Yes, I will collect something. This might need a bit of time, as this all is a few years old and I have to search for documents.
However, two of the best sounding amplifiers for my ears, that I have build so far, can be found on the net:
1) More or less the same structure as described above, using a two stage OPAMP approach, but replacing the second stage with the brilliant LME49600 amplifier from National (now TI). For the first stage I used an LME49710, which is even better in terms of noise and THD than the formerly mentioned OPAMPs. Of course it always turns out to be a question of personal belief, whether you really can hear the difference between different first stage OPAMPs, but in the end I was quite happy with the sound, and maybe this is because the guys at National simply did a good job in matching the characteristics of these two devices.
I found a schematic on the net, which more or less shows the circuit I used: http://www.twistedpearaudio.com/docs/linestages/ventus_ez_schematic.pdf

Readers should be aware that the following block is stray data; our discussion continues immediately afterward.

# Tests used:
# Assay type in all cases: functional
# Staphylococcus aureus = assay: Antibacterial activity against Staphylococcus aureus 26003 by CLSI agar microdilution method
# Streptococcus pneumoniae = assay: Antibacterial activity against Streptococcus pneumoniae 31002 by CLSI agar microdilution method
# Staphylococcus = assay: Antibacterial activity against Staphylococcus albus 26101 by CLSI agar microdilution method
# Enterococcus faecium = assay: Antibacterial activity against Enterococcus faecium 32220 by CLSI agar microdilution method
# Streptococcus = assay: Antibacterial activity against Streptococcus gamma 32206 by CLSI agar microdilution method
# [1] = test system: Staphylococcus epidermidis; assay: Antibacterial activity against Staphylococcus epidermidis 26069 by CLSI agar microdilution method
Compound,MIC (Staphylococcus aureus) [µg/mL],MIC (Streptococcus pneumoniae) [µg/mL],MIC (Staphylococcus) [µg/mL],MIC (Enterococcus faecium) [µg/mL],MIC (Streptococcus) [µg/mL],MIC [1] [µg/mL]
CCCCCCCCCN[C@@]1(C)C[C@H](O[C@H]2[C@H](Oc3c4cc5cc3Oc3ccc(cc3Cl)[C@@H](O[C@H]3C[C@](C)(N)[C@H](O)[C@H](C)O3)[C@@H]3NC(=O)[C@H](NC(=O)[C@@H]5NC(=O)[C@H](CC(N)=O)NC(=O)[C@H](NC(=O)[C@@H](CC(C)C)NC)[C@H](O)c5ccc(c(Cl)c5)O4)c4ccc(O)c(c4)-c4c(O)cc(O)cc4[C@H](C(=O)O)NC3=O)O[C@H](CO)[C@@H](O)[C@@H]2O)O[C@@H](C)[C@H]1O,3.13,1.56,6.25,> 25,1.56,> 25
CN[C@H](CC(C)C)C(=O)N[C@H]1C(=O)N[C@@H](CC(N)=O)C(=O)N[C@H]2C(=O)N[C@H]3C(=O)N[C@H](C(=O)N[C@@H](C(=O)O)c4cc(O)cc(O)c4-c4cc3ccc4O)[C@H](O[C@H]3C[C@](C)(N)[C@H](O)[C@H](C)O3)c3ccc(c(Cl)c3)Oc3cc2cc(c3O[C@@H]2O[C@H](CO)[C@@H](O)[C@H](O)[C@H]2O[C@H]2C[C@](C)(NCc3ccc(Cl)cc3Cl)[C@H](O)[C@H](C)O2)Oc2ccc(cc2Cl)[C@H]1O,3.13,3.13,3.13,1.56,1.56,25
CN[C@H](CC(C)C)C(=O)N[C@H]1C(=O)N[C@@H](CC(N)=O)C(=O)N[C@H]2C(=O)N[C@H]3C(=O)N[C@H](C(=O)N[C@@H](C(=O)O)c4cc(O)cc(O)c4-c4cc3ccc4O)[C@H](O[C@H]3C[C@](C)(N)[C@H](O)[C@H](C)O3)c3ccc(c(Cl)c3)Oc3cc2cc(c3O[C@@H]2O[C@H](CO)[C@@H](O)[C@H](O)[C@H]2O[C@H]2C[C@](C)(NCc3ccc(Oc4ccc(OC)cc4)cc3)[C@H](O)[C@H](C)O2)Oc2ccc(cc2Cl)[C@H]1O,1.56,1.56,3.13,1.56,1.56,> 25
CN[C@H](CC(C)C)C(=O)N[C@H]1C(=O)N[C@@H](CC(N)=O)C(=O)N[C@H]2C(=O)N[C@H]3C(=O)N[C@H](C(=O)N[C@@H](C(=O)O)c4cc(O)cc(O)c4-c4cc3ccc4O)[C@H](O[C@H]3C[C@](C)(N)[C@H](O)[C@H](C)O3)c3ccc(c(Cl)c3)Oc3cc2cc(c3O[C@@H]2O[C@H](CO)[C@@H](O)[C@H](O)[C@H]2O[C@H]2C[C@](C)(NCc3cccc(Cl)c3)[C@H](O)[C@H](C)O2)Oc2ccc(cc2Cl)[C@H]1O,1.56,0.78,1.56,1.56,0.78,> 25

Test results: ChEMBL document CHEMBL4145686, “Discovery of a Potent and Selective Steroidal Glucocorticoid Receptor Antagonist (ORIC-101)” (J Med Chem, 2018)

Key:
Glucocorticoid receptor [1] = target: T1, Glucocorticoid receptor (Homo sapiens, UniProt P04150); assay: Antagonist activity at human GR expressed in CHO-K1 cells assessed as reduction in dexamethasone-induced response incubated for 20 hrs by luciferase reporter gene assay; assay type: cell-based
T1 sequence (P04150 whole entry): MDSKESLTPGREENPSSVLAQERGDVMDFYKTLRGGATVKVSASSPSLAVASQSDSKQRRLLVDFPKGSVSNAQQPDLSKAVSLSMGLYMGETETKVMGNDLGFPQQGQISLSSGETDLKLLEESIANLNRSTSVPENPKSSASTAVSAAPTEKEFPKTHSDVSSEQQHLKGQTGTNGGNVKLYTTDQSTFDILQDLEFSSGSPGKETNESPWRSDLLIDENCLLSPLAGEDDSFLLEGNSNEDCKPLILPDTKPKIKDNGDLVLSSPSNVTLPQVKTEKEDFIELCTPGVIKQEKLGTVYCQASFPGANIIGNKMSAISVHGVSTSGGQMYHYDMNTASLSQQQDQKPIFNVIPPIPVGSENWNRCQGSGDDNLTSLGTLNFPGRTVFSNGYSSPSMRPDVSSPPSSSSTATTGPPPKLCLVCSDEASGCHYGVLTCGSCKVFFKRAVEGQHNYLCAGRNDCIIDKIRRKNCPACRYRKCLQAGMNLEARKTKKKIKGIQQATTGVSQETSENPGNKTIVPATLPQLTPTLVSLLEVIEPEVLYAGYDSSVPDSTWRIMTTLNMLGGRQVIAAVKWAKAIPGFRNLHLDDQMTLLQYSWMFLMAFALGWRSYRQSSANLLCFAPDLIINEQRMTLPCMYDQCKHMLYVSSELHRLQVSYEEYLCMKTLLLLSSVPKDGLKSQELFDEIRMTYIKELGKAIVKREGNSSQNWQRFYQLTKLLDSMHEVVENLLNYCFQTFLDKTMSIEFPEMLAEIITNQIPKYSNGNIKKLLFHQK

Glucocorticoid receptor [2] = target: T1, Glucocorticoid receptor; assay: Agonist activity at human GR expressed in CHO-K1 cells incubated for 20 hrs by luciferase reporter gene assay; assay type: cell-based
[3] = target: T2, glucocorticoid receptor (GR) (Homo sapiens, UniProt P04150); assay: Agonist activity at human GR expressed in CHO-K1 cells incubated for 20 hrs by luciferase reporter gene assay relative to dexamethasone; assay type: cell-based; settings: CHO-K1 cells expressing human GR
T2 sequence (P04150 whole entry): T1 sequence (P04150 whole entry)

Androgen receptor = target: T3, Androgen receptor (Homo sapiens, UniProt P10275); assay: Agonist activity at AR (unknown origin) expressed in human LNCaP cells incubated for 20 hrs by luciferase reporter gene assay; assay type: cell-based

. You only have to add the volume control in front of the input stage.
2) The QRV07 design done by Per-Anders Sjöström using the TI TPA6120 as an output stage. This is a really good amplifier IC with outstanding datasheet values and a heavily convincing sound. You can find the description at http://sjostromaudio.com/pages/hifi-projects/36-hifi-projects/93-qrv07-headphone-amp?start=2
. I bought one of the PCBs from Per-Anders, because they are not that expensive, and the TI chip is definitely not suited for a breadboard approach. First of all it's SMD package only, and second it needs a good PCB layout to function correctly. As a pre-amplifier I chose AD8610, but I did not much experiments for this particular first stage OPAMP.
The simulation software I used for the headphone amplifiers on board level is PSpice. I wrote some small scripts to convert the netlist generated by Eagle into a suitable format, but this definitely did a better job for me, than directly using Orcad for schematic entry.
Lately at work I had to build some boards using Altium, but until now did not try to use their simulator. It is always a bit of work to get the models delivered by the IC vendor (if they exist) into the correct format for the simulator. This worked quite fluid with PSpice.
For more elaborate circuits combining Digital and Analog I tried some AMS software as well, especially Mentors ModelSim/Eldo and Cadence's NCSim/Spectre. But these are Linux based tools without a graphical user interface, and therefore I cannot recommend using them without the intention of really digging deeply into the usage of these tools.